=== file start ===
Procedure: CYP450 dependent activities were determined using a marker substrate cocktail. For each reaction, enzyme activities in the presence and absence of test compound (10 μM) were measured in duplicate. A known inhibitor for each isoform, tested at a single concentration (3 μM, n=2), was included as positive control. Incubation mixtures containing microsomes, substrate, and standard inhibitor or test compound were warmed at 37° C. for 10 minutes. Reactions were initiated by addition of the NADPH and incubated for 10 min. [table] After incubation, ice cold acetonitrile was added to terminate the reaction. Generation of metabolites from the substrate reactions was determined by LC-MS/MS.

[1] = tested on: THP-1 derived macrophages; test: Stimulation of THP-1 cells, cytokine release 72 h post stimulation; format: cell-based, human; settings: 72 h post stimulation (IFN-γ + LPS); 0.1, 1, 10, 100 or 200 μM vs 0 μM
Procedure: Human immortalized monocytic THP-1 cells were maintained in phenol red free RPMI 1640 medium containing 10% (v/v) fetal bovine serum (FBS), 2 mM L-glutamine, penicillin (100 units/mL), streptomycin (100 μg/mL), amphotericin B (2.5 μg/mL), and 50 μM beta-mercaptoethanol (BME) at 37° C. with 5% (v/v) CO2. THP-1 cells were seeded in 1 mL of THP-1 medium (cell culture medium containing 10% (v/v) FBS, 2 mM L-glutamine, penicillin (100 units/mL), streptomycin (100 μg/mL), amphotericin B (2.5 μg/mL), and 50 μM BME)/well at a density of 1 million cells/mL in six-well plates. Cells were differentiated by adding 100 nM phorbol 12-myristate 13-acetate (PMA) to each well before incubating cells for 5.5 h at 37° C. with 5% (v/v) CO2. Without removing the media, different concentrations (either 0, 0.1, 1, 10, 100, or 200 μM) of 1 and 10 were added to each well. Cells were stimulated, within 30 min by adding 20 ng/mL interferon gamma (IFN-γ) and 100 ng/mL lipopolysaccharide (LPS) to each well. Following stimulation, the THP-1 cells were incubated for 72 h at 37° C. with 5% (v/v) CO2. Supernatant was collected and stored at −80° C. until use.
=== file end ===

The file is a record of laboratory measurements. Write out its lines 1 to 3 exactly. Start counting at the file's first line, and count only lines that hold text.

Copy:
Procedure: CYP450 dependent activities were determined using a marker substrate cocktail. For each reaction, enzyme activities in the presence and absence of test compound (10 μM) were measured in duplicate. A known inhibitor for each isoform, tested at a single concentration (3 μM, n=2), was included as positive control. Incubation mixtures containing microsomes, substrate, and standard inhibitor or test compound were warmed at 37° C. for 10 minutes. Reactions were initiated by addition of the NADPH and incubated for 10 min. [table] After incubation, ice cold acetonitrile was added to terminate the reaction. Generation of metabolites from the substrate reactions was determined by LC-MS/MS.

[1] = tested on: THP-1 derived macrophages; test: Stimulation of THP-1 cells, cytokine release 72 h post stimulation; format: cell-based, human; settings: 72 h post stimulation (IFN-γ + LPS); 0.1, 1, 10, 100 or 200 μM vs 0 μM
Procedure: Human immortalized monocytic THP-1 cells were maintained in phenol red free RPMI 1640 medium containing 10% (v/v) fetal bovine serum (FBS), 2 mM L-glutamine, penicillin (100 units/mL), streptomycin (100 μg/mL), amphotericin B (2.5 μg/mL), and 50 μM beta-mercaptoethanol (BME) at 37° C. with 5% (v/v) CO2. THP-1 cells were seeded in 1 mL of THP-1 medium (cell culture medium containing 10% (v/v) FBS, 2 mM L-glutamine, penicillin (100 units/mL), streptomycin (100 μg/mL), amphotericin B (2.5 μg/mL), and 50 μM BME)/well at a density of 1 million cells/mL in six-well plates. Cells were differentiated by adding 100 nM phorbol 12-myristate 13-acetate (PMA) to each well before incubating cells for 5.5 h at 37° C. with 5% (v/v) CO2. Without removing the media, different concentrations (either 0, 0.1, 1, 10, 100, or 200 μM) of 1 and 10 were added to each well. Cells were stimulated, within 30 min by adding 20 ng/mL interferon gamma (IFN-γ) and 100 ng/mL lipopolysaccharide (LPS) to each well. Following stimulation, the THP-1 cells were incubated for 72 h at 37° C. with 5% (v/v) CO2. Supernatant was collected and stored at −80° C. until use.